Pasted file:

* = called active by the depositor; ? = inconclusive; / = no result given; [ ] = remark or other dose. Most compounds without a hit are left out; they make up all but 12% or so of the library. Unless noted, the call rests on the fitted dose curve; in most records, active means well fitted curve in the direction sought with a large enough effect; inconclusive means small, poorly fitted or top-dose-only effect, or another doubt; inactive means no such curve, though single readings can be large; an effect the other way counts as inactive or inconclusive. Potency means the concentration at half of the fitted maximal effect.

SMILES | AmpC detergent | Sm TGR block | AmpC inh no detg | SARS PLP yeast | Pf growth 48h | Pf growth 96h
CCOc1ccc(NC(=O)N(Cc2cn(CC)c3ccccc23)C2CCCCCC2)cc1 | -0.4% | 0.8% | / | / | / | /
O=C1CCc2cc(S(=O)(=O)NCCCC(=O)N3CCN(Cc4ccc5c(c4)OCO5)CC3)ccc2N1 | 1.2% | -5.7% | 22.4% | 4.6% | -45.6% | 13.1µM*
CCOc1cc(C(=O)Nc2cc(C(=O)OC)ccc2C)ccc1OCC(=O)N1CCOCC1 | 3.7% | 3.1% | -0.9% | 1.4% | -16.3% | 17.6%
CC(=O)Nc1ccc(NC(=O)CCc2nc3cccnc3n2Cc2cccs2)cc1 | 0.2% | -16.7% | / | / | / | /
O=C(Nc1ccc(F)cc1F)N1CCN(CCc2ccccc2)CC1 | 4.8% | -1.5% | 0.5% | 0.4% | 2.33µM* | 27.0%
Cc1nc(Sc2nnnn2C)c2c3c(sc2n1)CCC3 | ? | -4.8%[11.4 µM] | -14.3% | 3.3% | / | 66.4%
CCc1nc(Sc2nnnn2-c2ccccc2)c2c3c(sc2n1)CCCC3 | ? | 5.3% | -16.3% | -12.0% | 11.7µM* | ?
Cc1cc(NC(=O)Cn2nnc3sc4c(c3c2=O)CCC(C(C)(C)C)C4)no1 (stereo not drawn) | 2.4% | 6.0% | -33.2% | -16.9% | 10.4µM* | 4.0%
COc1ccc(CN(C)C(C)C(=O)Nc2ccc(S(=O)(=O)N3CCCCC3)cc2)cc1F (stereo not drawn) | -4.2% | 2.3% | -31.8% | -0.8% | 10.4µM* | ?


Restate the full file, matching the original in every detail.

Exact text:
* = called active by the depositor; ? = inconclusive; / = no result given; [ ] = remark or other dose. Most compounds without a hit are left out; they make up all but 12% or so of the library. Unless noted, the call rests on the fitted dose curve; in most records, active means well fitted curve in the direction sought with a large enough effect; inconclusive means small, poorly fitted or top-dose-only effect, or another doubt; inactive means no such curve, though single readings can be large; an effect the other way counts as inactive or inconclusive. Potency means the concentration at half of the fitted maximal effect.

SMILES | AmpC detergent | Sm TGR block | AmpC inh no detg | SARS PLP yeast | Pf growth 48h | Pf growth 96h
CCOc1ccc(NC(=O)N(Cc2cn(CC)c3ccccc23)C2CCCCCC2)cc1 | -0.4% | 0.8% | / | / | / | /
O=C1CCc2cc(S(=O)(=O)NCCCC(=O)N3CCN(Cc4ccc5c(c4)OCO5)CC3)ccc2N1 | 1.2% | -5.7% | 22.4% | 4.6% | -45.6% | 13.1µM*
CCOc1cc(C(=O)Nc2cc(C(=O)OC)ccc2C)ccc1OCC(=O)N1CCOCC1 | 3.7% | 3.1% | -0.9% | 1.4% | -16.3% | 17.6%
CC(=O)Nc1ccc(NC(=O)CCc2nc3cccnc3n2Cc2cccs2)cc1 | 0.2% | -16.7% | / | / | / | /
O=C(Nc1ccc(F)cc1F)N1CCN(CCc2ccccc2)CC1 | 4.8% | -1.5% | 0.5% | 0.4% | 2.33µM* | 27.0%
Cc1nc(Sc2nnnn2C)c2c3c(sc2n1)CCC3 | ? | -4.8%[11.4 µM] | -14.3% | 3.3% | / | 66.4%
CCc1nc(Sc2nnnn2-c2ccccc2)c2c3c(sc2n1)CCCC3 | ? | 5.3% | -16.3% | -12.0% | 11.7µM* | ?
Cc1cc(NC(=O)Cn2nnc3sc4c(c3c2=O)CCC(C(C)(C)C)C4)no1 (stereo not drawn) | 2.4% | 6.0% | -33.2% | -16.9% | 10.4µM* | 4.0%
COc1ccc(CN(C)C(C)C(=O)Nc2ccc(S(=O)(=O)N3CCCCC3)cc2)cc1F (stereo not drawn) | -4.2% | 2.3% | -31.8% | -0.8% | 10.4µM* | ?